Legendary adman Hal Riney died last Monday. He achieved fame with advertising campaigns for Saturn, Bartles & Jaymes wine coolers, and perhaps the most frequently cited political spot in history – the "It's morning again in America" TV commercial that helped to boost Ronald Reagan's 1984 presidential re-election bid.
An adman renowned for creating TV spots might seem like a curious subject for a column on search, but the campaigns for which Riney was famous can serve as a testament to the power that words play in advertising. At the same time, they also point to the ways in which the locus of that power has shifted.
In the heyday of broadcast and print media, consumers were fed (and grew fat on) the words and slogans put forth by marketers and their ad agencies. Many of these, like "It's morning again in America," were both memorable and influential. Reagan, for example, got a lot of mileage out of the oft-repeated, feel-good mantra that embodied his spirit of optimism.
And in the case of someone like Riney, who enjoyed the privilege of reading his own words in more than one voiceover, the adman was a very visible and audible presence in the campaign. The role of listening, absorbing and remembering, meanwhile, fell to consumers.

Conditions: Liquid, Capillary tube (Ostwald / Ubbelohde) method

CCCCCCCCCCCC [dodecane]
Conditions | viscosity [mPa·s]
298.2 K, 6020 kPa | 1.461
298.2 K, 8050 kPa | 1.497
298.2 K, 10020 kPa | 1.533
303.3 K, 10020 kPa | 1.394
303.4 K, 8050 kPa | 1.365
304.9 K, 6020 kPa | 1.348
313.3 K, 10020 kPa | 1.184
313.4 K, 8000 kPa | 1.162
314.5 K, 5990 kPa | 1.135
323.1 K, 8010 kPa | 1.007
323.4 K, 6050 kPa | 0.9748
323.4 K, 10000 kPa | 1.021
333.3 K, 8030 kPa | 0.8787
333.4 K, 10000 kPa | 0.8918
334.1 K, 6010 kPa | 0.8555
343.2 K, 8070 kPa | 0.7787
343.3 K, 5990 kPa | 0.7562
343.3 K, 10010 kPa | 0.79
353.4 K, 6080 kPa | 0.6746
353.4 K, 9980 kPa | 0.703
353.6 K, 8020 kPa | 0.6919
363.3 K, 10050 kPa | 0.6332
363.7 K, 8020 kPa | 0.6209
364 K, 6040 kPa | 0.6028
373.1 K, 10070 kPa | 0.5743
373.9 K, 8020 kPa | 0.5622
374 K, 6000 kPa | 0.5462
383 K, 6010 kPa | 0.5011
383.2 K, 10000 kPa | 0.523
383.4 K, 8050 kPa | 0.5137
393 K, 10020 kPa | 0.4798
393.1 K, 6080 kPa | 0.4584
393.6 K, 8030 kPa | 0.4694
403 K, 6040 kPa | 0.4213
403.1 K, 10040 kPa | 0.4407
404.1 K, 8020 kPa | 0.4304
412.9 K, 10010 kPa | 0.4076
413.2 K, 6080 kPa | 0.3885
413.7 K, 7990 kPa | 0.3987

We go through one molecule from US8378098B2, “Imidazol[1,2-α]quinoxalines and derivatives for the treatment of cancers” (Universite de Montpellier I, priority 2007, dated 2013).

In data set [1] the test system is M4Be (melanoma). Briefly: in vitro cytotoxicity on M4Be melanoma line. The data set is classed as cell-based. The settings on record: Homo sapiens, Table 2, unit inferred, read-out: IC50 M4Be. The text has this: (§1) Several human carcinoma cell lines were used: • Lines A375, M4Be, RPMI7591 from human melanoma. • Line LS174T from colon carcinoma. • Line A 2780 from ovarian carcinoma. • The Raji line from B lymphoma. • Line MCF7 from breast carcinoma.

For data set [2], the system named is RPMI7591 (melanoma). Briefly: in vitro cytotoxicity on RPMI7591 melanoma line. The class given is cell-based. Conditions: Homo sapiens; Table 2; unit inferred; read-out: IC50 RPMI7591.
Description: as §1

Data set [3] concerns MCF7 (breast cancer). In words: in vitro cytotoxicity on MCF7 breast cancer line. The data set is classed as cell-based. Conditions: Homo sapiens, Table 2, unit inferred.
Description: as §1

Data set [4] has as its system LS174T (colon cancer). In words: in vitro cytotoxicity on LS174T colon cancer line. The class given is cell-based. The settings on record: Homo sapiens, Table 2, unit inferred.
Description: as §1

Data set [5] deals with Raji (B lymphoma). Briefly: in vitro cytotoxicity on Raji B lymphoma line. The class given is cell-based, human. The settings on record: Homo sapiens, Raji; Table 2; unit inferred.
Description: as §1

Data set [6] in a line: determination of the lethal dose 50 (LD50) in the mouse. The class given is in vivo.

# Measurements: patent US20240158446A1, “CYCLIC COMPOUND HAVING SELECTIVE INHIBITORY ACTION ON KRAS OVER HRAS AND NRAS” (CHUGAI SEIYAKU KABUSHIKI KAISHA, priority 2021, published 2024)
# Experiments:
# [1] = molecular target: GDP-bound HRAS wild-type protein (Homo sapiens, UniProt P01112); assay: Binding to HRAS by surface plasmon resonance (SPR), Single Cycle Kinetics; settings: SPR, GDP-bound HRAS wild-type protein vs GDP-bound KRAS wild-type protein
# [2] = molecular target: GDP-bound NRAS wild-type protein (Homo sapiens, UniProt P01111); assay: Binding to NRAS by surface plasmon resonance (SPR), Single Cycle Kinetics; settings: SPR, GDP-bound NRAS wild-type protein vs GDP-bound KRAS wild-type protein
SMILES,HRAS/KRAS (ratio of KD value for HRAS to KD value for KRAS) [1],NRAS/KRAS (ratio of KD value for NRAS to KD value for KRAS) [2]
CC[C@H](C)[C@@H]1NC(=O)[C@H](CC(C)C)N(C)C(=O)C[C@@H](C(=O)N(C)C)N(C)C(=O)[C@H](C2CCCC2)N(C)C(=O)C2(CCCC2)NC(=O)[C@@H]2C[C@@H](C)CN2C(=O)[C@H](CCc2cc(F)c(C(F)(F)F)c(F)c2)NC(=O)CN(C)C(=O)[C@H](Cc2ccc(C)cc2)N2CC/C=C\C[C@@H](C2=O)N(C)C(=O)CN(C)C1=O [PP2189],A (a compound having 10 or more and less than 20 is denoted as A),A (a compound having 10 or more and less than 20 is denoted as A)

Words retain their crucial importance in ad campaigns to this day, but to an ever-growing degree, the role of listening and remembering now falls on the shoulders of marketers, and the memorable words are not necessarily their own. Increasingly, they are the search terms used by their customers, which provide a window into those customers' wants and desires.
In order to capture their customers' attention, marketers need to "listen" to the words their customers are using. Their rising importance is reflective of a shift in the balance of power – away from the marketer and in favor of the consumer – a shift that has accompanied changes in media consumption away from television to the Internet and to search in particular.
With the ascendancy of search, the adman no longer occupies the foreground. Rather, success today hinges on working effectively behind the scenes to harness the intelligence of search – the insights into customers' thought processes and the vernacular they use to seek out brands and products, often in terms that may be considerably different than a brand's in-house marketing-speak.
Search data provide marketers and their agencies with an avenue for achieving the frequently expressed goal of getting closer to the customer. At Steak, we believe use of this intelligence should not be limited to search or even online marketing. It can and should be used to inform the messages that marketers issue through other channels, from TV to outdoor to radio to print.
And as there is little evidence to suggest that consumers adopt different modes of thinking or use a separate vocabulary as they switch from one channel to another during the course of a day, sticking to, or at the very least, synchronizing the messages that resonate with them is likely to prove fruitful.
This may sound like it's morning in America again, but it's also a new day dawning.
Noah Elkin is vice president of corporate strategy for international search-led digital agency Steak. He previously held a similar role at iCrossing, and has served as a senior analyst at eMarketer.